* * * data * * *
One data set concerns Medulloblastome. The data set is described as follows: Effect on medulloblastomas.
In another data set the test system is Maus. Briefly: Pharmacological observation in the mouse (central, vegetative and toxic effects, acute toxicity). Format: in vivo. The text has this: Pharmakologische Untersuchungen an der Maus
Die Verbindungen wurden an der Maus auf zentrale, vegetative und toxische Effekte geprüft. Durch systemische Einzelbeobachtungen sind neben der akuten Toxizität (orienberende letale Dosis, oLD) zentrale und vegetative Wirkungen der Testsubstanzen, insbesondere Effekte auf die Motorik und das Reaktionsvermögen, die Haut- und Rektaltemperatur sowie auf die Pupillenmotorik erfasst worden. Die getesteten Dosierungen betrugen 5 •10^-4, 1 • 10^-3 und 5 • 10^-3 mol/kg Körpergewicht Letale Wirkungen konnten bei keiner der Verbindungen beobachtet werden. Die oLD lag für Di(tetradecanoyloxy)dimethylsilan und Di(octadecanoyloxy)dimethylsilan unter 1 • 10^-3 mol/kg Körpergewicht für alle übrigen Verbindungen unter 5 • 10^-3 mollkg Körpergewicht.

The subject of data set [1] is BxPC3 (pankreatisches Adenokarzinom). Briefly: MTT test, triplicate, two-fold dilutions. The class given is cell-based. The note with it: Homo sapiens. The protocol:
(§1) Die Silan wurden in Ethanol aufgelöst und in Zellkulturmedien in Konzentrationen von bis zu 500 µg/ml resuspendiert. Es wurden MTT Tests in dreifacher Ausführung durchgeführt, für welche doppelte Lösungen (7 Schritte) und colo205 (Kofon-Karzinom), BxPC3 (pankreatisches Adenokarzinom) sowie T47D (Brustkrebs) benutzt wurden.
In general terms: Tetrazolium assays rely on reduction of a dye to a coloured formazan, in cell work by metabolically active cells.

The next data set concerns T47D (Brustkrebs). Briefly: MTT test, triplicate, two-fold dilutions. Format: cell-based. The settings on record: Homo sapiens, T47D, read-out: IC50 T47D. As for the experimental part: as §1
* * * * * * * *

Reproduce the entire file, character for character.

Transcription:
One data set concerns Medulloblastome. The data set is described as follows: Effect on medulloblastomas.
In another data set the test system is Maus. Briefly: Pharmacological observation in the mouse (central, vegetative and toxic effects, acute toxicity). Format: in vivo. The text has this: Pharmakologische Untersuchungen an der Maus
Die Verbindungen wurden an der Maus auf zentrale, vegetative und toxische Effekte geprüft. Durch systemische Einzelbeobachtungen sind neben der akuten Toxizität (orienberende letale Dosis, oLD) zentrale und vegetative Wirkungen der Testsubstanzen, insbesondere Effekte auf die Motorik und das Reaktionsvermögen, die Haut- und Rektaltemperatur sowie auf die Pupillenmotorik erfasst worden. Die getesteten Dosierungen betrugen 5 •10^-4, 1 • 10^-3 und 5 • 10^-3 mol/kg Körpergewicht Letale Wirkungen konnten bei keiner der Verbindungen beobachtet werden. Die oLD lag für Di(tetradecanoyloxy)dimethylsilan und Di(octadecanoyloxy)dimethylsilan unter 1 • 10^-3 mol/kg Körpergewicht für alle übrigen Verbindungen unter 5 • 10^-3 mollkg Körpergewicht.

The subject of data set [1] is BxPC3 (pankreatisches Adenokarzinom). Briefly: MTT test, triplicate, two-fold dilutions. The class given is cell-based. The note with it: Homo sapiens. The protocol:
(§1) Die Silan wurden in Ethanol aufgelöst und in Zellkulturmedien in Konzentrationen von bis zu 500 µg/ml resuspendiert. Es wurden MTT Tests in dreifacher Ausführung durchgeführt, für welche doppelte Lösungen (7 Schritte) und colo205 (Kofon-Karzinom), BxPC3 (pankreatisches Adenokarzinom) sowie T47D (Brustkrebs) benutzt wurden.
In general terms: Tetrazolium assays rely on reduction of a dye to a coloured formazan, in cell work by metabolically active cells.

The next data set concerns T47D (Brustkrebs). Briefly: MTT test, triplicate, two-fold dilutions. Format: cell-based. The settings on record: Homo sapiens, T47D, read-out: IC50 T47D. As for the experimental part: as §1